Around 7:10 p.m. as the cast of We Will Rock You
at Blank Canvas Theatre in the 78th Street Studios were preparing to open the doors for its show, the cast and crew began receiving frantic text messages from the neighboring theatre up the street.
"Hey, do you all have power?"
On Saturday evening, a massive power outage on Cleveland's west side left many Cleveland Public Power customers without electricity for untold amounts of time. The production at Blank Canvas Theatre was safe, as the building is not powered by CPP, but the cast, crew and audience for Near West Theatre's production of Spring Awakening
were left in the dark. Literally.
The production of Spring Awakening
is undoubtedly one of the strongest summer productions Near West Theatre has ever performed. Their production of the popular high-energy rock musical about teenage angst and sexual awakening had choreography featuring people standing on stools and actors hooked to bungee harnesses defying the laws of gravity.
Antonio DeJesus who plays Hänschen in Spring Awakening
, "I think I was at first worried we wouldn't be able to perform at all, because usually protocol says we have to go home after a certain time without power."
After an impromptu half hour concert from the pit band while awaiting the power to turn back on, the production staff decided the show must go on and they'd perform unplugged and lit completely by battery operated candlelights.
Actor Kyle Burnett was in the audience for the show, and he tells Scene
that it was one of the most memorable he's ever experienced.
"At first I was nervous for the cast, knowing that they had a lot of tech savvy inclusions in the show that would have to be nixed for safety," Burnett says. "But by the time they announced that it was going to be a concert show, I knew it was going to be incredible."
This isn't the type of show that can be done in pitch black, yet the brilliant and tenacious cast and crew of Spring Awakening
found a way to do just that for their closing weekend Saturday night performance.
"While the power was being worked on, we had an affirmation circle in the basement dressing room, lifting each other up and all that positivity took us into the candlelight performance," says DeJesus.
While some audience members did understandably leave the theatre, a majority of the audience stayed in their seats to see this one-of-a-kind performance experience.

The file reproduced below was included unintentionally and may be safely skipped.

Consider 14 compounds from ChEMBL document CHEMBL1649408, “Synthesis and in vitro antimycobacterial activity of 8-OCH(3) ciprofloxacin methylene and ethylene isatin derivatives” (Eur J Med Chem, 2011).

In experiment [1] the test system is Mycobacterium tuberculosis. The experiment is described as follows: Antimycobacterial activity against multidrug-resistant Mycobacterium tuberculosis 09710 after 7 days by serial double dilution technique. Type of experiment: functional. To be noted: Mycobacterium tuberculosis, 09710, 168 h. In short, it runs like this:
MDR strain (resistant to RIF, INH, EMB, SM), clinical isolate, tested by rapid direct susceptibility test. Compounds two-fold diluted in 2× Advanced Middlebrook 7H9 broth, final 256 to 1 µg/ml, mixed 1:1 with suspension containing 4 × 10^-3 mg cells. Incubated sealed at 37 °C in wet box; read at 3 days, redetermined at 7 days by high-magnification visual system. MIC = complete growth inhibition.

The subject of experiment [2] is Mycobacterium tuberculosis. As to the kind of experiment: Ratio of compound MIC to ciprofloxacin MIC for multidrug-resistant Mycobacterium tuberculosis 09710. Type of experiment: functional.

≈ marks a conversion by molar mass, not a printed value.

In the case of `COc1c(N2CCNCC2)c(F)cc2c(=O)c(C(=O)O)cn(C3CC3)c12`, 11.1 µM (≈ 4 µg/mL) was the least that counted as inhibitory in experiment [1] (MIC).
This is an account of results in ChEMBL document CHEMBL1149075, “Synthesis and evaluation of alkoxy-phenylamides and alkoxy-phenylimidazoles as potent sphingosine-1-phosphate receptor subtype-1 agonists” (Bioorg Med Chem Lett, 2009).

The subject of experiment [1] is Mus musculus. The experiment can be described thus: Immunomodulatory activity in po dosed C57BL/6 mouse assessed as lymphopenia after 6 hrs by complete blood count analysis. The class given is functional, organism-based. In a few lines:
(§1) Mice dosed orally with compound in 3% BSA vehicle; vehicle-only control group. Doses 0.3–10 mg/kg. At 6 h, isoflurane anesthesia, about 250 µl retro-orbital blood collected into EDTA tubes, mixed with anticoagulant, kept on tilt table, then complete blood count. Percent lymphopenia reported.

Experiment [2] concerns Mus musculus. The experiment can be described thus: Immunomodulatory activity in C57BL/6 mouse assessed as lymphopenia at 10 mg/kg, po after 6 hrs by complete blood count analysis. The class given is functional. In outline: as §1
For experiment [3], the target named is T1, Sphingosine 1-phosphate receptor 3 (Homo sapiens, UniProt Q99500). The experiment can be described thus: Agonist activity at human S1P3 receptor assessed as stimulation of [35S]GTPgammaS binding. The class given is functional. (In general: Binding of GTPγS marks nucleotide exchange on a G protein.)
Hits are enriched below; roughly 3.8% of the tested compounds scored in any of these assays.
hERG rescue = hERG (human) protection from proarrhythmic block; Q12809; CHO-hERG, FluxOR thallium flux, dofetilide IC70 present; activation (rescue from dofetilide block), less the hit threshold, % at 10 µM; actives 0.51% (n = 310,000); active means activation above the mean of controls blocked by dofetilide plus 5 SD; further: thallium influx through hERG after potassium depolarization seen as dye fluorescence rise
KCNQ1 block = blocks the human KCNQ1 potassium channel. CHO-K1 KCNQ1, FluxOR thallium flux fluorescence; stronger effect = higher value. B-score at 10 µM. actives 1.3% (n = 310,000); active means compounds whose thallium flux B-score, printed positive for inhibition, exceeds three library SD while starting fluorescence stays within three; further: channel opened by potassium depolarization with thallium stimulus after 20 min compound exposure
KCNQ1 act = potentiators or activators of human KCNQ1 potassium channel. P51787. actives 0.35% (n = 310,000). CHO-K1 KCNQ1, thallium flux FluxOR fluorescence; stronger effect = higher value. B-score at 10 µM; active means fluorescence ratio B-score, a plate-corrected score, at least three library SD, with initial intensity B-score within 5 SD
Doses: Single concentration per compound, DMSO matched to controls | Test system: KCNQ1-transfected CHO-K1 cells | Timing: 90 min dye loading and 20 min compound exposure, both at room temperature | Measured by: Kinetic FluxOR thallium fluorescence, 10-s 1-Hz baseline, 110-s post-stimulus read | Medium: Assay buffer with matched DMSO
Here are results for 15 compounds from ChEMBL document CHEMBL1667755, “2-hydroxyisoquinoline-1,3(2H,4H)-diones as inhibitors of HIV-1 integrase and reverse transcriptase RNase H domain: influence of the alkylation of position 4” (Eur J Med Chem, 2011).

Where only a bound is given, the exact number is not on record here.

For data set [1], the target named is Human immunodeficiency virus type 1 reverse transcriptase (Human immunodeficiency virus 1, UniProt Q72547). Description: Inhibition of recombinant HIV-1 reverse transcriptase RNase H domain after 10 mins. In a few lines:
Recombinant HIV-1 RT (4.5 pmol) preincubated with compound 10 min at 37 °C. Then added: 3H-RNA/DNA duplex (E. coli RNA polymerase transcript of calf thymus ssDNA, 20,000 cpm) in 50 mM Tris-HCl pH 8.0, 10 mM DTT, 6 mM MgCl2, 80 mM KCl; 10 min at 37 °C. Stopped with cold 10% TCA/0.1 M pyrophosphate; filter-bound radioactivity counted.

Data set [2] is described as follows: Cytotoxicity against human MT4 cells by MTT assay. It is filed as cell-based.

"We reentered the theatre and the stage was lined with electric candles," says Burnett. "And then the cast came on and for the next hour I watched one of the most passionate and talented casts pour their hearts out on stage and not only shared their characters with us, but we got to see their personality and their joy and angst. It was absolutely stunning."
Underscored with only string instruments and a guitar, the performers sang their hearts out in a setting similar in fashion to telling a story around a campfire, with lights illuminating their faces and exaggerating their expressions.
"We were not afraid at all to do this show differently, because the show's orchestrations, I think, allow for you to be able to fight through the circumstances," says DeJesus.
In the words of director Kelcie Duggar, "At NWT, we have engaged the theatre arts as a platform for real discussion and healing.”
The topics discussed in Spring Awakening
are not easy. Abuse, puberty, sex, sexuality, suicide, teen pregnancy, unwed mothers and abortion are all mentioned throughout the show. While flashy elements like hard rock music and eye-catching lighting designs make these discussions more palatable, scaling down the performance only enhanced the story these individuals were trying to tell.
"The audience deserved to see something, and we needed that performance," DeJesus says. "Usually the lights, sound and set tie a show together, but we had that stripped away and were left with ourselves. And that was all that we needed."